2010 Whitney Biennial Artists Announced
Friday, December 11, 2009
Every two years, the Whitney Museum of American Art takes a crack at making sense of the ever-sprawling world of contemporary art. This year, the Biennial curators have picked fifty-five artists for the 2010 snapshot.
It's never an easy undertaking, trying to take the temperature of the contemporary art world. The 2008 Biennial wasn't treated gently. One reviewer called it, "amorphous, random and mostly incomprehensible." Another wondered if it was a "biennial for a recession-bound time." Two years ago, the number of artists picked for the biennial was the smallest it had ever been -- eighty artists. This year, it's even smaller.
Still, associate curator Gary Carrion-Murayari says that 2010 biennial will be broadly representative of the scope of American art. He points out that the youngest artist chosen for this year's exhibition is 23 years old, and the oldest is 75.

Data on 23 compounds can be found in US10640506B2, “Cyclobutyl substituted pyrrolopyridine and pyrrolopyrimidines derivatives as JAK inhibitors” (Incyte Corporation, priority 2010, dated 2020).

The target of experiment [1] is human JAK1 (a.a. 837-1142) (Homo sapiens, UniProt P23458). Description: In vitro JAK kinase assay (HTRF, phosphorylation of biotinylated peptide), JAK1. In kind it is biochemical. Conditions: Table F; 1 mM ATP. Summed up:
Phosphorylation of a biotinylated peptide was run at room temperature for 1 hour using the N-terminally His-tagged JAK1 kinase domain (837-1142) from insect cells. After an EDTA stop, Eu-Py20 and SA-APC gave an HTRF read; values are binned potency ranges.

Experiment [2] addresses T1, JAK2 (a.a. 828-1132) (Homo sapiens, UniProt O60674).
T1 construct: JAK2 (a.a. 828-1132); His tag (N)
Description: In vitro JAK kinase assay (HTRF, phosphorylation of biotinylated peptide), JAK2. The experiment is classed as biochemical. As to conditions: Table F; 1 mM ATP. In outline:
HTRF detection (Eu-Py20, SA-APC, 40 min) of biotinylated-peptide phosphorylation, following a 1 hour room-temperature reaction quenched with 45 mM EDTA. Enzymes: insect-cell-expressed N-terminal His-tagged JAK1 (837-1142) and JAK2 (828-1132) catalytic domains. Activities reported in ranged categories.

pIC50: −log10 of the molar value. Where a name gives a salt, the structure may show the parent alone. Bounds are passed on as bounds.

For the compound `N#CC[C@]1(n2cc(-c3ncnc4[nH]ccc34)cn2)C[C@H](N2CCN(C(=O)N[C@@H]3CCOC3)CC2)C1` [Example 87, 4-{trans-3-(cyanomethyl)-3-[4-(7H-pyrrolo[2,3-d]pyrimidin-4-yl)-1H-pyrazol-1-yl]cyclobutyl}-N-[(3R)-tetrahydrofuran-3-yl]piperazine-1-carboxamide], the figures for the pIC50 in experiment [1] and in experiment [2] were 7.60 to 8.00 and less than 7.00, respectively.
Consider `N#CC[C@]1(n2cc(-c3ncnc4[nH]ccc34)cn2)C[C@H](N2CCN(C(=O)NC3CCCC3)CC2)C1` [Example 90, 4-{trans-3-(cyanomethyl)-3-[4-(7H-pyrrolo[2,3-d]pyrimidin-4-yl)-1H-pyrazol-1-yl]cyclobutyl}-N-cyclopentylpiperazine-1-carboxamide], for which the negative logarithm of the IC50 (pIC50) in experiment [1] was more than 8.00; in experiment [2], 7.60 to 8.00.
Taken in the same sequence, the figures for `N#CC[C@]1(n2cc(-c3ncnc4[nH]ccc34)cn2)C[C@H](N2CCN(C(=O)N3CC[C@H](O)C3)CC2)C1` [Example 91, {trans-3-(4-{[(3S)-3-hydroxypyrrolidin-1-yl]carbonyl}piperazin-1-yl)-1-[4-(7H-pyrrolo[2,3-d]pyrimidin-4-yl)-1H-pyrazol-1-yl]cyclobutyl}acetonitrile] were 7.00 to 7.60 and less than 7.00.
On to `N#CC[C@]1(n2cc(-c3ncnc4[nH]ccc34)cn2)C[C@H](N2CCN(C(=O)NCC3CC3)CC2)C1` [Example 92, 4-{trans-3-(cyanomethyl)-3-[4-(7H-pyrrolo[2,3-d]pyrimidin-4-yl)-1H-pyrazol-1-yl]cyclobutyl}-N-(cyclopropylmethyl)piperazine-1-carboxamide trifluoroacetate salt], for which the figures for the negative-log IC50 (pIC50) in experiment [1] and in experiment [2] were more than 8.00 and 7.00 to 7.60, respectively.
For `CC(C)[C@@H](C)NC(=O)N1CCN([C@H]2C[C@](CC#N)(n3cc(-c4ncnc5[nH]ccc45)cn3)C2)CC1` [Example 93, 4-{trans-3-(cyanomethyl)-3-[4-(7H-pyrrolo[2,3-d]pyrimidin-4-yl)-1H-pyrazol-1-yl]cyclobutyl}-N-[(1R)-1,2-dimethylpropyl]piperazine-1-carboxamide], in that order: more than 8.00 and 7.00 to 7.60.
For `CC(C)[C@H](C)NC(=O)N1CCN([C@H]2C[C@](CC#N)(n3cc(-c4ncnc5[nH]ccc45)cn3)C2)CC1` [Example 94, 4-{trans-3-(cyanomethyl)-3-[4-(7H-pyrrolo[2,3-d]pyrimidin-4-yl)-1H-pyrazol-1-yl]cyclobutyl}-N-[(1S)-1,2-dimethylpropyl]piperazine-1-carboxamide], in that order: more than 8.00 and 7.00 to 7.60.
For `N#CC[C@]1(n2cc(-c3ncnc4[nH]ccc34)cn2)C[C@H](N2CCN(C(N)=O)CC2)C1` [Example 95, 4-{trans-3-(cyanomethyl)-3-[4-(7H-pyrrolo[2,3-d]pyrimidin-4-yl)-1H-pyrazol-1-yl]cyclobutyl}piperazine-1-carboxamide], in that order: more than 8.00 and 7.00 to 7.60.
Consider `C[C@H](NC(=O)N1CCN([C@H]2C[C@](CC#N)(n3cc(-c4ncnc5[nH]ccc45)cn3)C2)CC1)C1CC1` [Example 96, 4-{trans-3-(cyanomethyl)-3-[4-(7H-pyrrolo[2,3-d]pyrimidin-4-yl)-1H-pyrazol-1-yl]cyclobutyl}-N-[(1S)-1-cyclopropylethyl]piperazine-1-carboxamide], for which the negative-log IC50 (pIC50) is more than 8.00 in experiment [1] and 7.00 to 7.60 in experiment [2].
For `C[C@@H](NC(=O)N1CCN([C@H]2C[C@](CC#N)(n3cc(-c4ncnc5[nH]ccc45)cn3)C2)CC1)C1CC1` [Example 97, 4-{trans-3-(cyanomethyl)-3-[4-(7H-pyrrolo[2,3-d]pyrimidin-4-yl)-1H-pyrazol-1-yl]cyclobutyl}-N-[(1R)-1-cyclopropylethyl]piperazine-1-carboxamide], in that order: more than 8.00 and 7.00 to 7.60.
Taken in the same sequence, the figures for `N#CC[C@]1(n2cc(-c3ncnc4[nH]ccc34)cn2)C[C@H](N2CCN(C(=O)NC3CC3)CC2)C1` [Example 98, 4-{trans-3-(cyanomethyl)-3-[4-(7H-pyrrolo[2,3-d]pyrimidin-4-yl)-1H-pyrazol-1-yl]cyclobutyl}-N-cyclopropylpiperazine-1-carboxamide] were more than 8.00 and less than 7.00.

"The story of American art is never one that's defined purely by unheard-of artists." Carrion-Murayari said. "What artists make in all stages of their careers is important to us...An artist doesn't necessary lose importance just because they've advanced in their career."
The 2008 event put a spotlight on performance art, with its use of the Park Avenue Armory. This year, performance will be incorporated on a more modest scale.
Los Angeles artist Martin Kersels is creating a sculptural installation in the lobby gallery that will also serve as a stage for artists, writers, musicians, choreographers, and DJs. The Chicago artist Theaster Gates will take over the scultpure court. Carrion-Murayari says he'll "be creating a series of situations where the public will interact with performers and musicians."
Here's a video by Pierce Jackson featuring curator Francesco Bonami and associate curator Carrion-Murayari in various locations throughout the Whitney, reading out the names of the artists.
So, let the nit-picking begin. What does the 2010 selection say about art today? And who did the curators miss? Tell us who you think best represents the state of contemporary art today.